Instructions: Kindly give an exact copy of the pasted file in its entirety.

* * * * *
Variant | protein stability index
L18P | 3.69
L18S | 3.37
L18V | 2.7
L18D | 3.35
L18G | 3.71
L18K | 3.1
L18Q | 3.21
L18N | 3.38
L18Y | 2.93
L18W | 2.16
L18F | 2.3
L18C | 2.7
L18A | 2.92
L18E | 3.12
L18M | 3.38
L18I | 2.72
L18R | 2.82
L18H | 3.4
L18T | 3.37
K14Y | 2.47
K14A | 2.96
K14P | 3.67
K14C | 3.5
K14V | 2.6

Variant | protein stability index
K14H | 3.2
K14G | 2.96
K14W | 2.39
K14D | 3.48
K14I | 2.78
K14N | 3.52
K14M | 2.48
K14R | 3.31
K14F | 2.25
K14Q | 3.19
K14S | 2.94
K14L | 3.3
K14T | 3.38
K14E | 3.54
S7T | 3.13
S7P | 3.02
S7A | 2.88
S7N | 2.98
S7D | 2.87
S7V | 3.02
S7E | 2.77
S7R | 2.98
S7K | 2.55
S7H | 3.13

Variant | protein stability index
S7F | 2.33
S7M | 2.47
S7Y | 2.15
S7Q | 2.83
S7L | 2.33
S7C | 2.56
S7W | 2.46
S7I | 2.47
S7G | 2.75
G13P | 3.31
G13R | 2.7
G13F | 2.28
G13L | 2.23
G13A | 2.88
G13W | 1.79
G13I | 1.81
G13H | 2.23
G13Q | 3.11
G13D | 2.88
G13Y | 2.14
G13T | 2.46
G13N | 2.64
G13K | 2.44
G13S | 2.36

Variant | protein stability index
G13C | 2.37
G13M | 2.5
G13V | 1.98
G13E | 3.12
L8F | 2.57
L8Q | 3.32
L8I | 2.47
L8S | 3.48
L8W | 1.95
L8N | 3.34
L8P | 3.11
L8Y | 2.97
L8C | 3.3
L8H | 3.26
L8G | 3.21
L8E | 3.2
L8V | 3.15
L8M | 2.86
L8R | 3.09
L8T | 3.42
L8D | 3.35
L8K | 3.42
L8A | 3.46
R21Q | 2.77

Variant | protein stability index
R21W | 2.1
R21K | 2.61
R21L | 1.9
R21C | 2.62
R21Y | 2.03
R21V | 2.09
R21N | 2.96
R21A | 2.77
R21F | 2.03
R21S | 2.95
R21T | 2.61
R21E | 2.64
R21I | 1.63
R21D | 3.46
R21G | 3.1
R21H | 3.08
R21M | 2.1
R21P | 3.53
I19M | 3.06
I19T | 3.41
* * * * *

Variant | protein stability index
L18P | 3.69
L18S | 3.37
L18V | 2.7
L18D | 3.35
L18G | 3.71
L18K | 3.1
L18Q | 3.21
L18N | 3.38
L18Y | 2.93
L18W | 2.16
L18F | 2.3
L18C | 2.7
L18A | 2.92
L18E | 3.12
L18M | 3.38
L18I | 2.72
L18R | 2.82
L18H | 3.4
L18T | 3.37
K14Y | 2.47
K14A | 2.96
K14P | 3.67
K14C | 3.5
K14V | 2.6

Variant | protein stability index
K14H | 3.2
K14G | 2.96
K14W | 2.39
K14D | 3.48
K14I | 2.78
K14N | 3.52
K14M | 2.48
K14R | 3.31
K14F | 2.25
K14Q | 3.19
K14S | 2.94
K14L | 3.3
K14T | 3.38
K14E | 3.54
S7T | 3.13
S7P | 3.02
S7A | 2.88
S7N | 2.98
S7D | 2.87
S7V | 3.02
S7E | 2.77
S7R | 2.98
S7K | 2.55
S7H | 3.13

Variant | protein stability index
S7F | 2.33
S7M | 2.47
S7Y | 2.15
S7Q | 2.83
S7L | 2.33
S7C | 2.56
S7W | 2.46
S7I | 2.47
S7G | 2.75
G13P | 3.31
G13R | 2.7
G13F | 2.28
G13L | 2.23
G13A | 2.88
G13W | 1.79
G13I | 1.81
G13H | 2.23
G13Q | 3.11
G13D | 2.88
G13Y | 2.14
G13T | 2.46
G13N | 2.64
G13K | 2.44
G13S | 2.36

Variant | protein stability index
G13C | 2.37
G13M | 2.5
G13V | 1.98
G13E | 3.12
L8F | 2.57
L8Q | 3.32
L8I | 2.47
L8S | 3.48
L8W | 1.95
L8N | 3.34
L8P | 3.11
L8Y | 2.97
L8C | 3.3
L8H | 3.26
L8G | 3.21
L8E | 3.2
L8V | 3.15
L8M | 2.86
L8R | 3.09
L8T | 3.42
L8D | 3.35
L8K | 3.42
L8A | 3.46
R21Q | 2.77

Variant | protein stability index
R21W | 2.1
R21K | 2.61
R21L | 1.9
R21C | 2.62
R21Y | 2.03
R21V | 2.09
R21N | 2.96
R21A | 2.77
R21F | 2.03
R21S | 2.95
R21T | 2.61
R21E | 2.64
R21I | 1.63
R21D | 3.46
R21G | 3.1
R21H | 3.08
R21M | 2.1
R21P | 3.53
I19M | 3.06
I19T | 3.41